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PhD student in molecular genetics

This offer is available in the following languages:
Français - Anglais

Date Limite Candidature : mardi 5 octobre 2021

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General information

Reference : UMR7288-MARTHI-007
Workplace : MARSEILLE 09
Date of publication : Tuesday, September 14, 2021
Scientific Responsible name : J.ROYET
Type of Contract : PhD Student contract / Thesis offer
Contract Period : 36 months
Start date of the thesis : 1 January 2022
Proportion of work : Full time
Remuneration : 2 135,00 € gross monthly

Description of the thesis topic

Our body hosts billions of bacteria that colonize our skin our lungs and our gut. The beneficial effect of some of these microorganisms on the development and functioning of these bodies part has been well documented. Recent studies show that by acting on the nervous system, gut bacteria also called microbiota, can also change the behavior of infected individuals (4). However, the underlying cellular and molecular mechanisms remain mostly unknown. The laboratory of Julien Royet uses the Drosophila model to dissect the molecular dialog between the microbiota and the nervous system of the host. We have recently shown that infected flies have an altered behavior and demonstrated that bacterial peptidoglycan is changing the comportment of infected Drosophila by modulating NF-kB signaling in octopaminergic neurons (1,2,5). Using Drosophila genetics, CRISPR-mediated genome editing and latest imaging technologies, the recruited student will perform experiments to understand how bacteria modulates the activity of neurons and how this modulation translates into behavioural changes. Given the remarkable evolutionary conservation in host defense and neuronal mechanisms, we believe that the results obtained should be of significant relevance to an in-depth understanding of bacteria-neurons interactions in organisms other than Drosophila and namely in mammals in which such analyses are difficult to conduct.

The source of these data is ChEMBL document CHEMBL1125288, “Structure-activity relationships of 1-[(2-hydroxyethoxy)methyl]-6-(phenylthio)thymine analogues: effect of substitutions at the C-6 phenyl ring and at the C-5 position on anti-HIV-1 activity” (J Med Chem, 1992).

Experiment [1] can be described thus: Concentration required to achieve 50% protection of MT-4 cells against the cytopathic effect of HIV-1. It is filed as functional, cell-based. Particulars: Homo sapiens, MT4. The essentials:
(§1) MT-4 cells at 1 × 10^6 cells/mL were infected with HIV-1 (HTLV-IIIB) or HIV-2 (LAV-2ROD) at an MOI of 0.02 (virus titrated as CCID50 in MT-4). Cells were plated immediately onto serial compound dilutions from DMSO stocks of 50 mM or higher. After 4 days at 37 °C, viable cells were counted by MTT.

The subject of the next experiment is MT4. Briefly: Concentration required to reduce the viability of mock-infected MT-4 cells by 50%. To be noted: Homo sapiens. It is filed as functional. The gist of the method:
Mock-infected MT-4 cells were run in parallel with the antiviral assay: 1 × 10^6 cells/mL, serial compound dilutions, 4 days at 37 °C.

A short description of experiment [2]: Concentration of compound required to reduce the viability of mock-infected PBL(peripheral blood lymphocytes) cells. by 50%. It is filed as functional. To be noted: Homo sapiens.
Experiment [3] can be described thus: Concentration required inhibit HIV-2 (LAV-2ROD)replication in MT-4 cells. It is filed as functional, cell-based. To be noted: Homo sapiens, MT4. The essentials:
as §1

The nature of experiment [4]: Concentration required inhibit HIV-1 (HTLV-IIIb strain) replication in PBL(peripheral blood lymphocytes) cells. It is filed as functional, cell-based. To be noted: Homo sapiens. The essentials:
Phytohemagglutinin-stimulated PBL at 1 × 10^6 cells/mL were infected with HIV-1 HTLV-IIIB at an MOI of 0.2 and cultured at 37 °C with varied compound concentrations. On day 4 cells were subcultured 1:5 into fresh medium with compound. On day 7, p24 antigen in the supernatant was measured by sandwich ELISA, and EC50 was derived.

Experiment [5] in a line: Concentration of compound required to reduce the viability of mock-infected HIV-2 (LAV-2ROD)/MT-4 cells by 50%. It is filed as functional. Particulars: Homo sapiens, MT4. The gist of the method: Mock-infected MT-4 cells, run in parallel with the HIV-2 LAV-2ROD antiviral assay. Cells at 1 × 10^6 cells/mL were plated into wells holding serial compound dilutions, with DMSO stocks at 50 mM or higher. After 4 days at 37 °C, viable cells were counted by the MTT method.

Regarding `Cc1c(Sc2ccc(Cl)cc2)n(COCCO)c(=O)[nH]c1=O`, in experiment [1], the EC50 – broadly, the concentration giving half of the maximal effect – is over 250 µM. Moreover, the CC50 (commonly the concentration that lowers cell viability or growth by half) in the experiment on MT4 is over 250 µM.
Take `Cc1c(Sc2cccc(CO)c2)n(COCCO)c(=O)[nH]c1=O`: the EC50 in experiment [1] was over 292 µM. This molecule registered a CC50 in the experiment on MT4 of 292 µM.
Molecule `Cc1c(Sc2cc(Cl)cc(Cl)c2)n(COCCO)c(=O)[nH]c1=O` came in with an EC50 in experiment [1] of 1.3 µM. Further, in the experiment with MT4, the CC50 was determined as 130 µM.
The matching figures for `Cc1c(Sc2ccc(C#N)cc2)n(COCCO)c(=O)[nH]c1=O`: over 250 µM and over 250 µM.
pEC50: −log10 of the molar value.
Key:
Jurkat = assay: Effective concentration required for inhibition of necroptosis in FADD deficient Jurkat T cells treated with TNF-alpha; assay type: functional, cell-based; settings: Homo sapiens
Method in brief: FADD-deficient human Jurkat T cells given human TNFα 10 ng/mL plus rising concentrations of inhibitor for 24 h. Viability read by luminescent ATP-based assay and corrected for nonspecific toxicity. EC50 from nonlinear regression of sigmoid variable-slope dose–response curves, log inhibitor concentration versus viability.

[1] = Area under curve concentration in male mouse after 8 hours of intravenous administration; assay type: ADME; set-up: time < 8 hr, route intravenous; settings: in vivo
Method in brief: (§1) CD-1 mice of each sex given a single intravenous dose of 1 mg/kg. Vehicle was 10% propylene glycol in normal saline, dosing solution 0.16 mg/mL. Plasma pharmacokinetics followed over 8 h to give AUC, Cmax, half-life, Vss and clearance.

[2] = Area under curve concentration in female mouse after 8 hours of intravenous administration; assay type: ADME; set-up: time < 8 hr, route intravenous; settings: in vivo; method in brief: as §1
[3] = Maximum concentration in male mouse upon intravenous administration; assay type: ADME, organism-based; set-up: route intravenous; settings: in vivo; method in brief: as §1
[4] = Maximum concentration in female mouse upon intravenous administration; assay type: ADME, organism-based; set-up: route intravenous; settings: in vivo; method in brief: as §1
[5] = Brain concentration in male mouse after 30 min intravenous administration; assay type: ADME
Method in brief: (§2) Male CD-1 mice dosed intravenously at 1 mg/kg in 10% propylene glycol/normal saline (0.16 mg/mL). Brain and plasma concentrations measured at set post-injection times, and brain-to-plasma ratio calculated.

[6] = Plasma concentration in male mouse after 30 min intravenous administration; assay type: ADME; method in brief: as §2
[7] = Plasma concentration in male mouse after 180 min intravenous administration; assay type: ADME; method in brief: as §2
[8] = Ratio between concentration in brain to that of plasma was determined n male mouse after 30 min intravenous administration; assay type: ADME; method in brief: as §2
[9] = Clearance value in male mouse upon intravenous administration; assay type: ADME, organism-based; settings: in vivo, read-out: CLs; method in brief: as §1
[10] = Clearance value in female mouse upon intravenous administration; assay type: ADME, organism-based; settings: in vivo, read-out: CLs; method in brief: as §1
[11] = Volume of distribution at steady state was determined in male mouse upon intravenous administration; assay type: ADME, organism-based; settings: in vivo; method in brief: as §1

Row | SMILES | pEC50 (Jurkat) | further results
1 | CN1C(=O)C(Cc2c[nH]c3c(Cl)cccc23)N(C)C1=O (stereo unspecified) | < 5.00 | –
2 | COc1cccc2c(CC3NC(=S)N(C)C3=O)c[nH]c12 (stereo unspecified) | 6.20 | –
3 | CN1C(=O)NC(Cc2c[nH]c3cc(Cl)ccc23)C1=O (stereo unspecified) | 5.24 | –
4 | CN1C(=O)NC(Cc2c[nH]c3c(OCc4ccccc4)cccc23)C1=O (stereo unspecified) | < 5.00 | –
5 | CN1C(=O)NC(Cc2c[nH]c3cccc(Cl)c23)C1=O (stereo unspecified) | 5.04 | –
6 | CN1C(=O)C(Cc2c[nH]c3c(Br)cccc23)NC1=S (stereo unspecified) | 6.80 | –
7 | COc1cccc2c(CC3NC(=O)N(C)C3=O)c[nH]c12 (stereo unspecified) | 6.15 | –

Recent publications of the host lab:
1. Kurz CL, et. al. Peptidoglycan sensing by octopaminergic neurons modulates Drosophila oviposition. Elife. 2017 Mar 7;6. pii: e21937.
2. Charroux B, et al. Cytosolic and Secreted Peptidoglycan-Degrading Enzymes in Drosophila Respectively Control Local and Systemic Immune Responses to Microbiota. Cell Host Microbe. 2018 Feb 14;23(2):215-228.e4.
3. Masuzzo A, et al, Peptidoglycan-dependent NF-κB activation in a small subset of brain octopaminergic neurons controls female oviposition. Elife. 2019 Oct 29;8:e50559. doi: 10.7554/eLife.50559.
4. Masuzzo A, Montanari M, Kurz L, Royet J. How Bacteria Impact Host Nervous System and Behaviors: Lessons from Flies and Worms. Trends Neurosci. 2020 Dec;43(12):998-1010.
5. Charroux B, Daian F, Royet J. Drosophila Aversive Behavior toward Erwinia carotovora carotovora Is Mediated by Bitter Neurons and Leukokinin. iScience. 2020 Jun 26;23(6):101152. doi: 10.1016/j.isci.2020.101152.
6. Martina M and J Royet. Impact of Microorganisms and Parasites on Neuronally Controlled Drosophila Behaviours Cells 2021, 10(9), 2350; https://doi.org/10.3390/cells10092350

Work Context

IBDM is located on the Luminy Campus and comprises about 240 permanent researchers, professors, engineers and technicians and non-permanent staff (CDD, post-docs, PhD students, trainees) distributed over 21 research teams and 11 technical platforms and services.
IBDM is a joint research unit under the supervision of the CNRS and AMU, which explores the field of developmental biology and associated pathologies.
The activity will be carried out within the team " Host pathogen interaction in the Drosophila model" directed by Julien ROYET
As the team is composed of several nationalities, the practice of the English language is essential.

Constraints and risks

RAS

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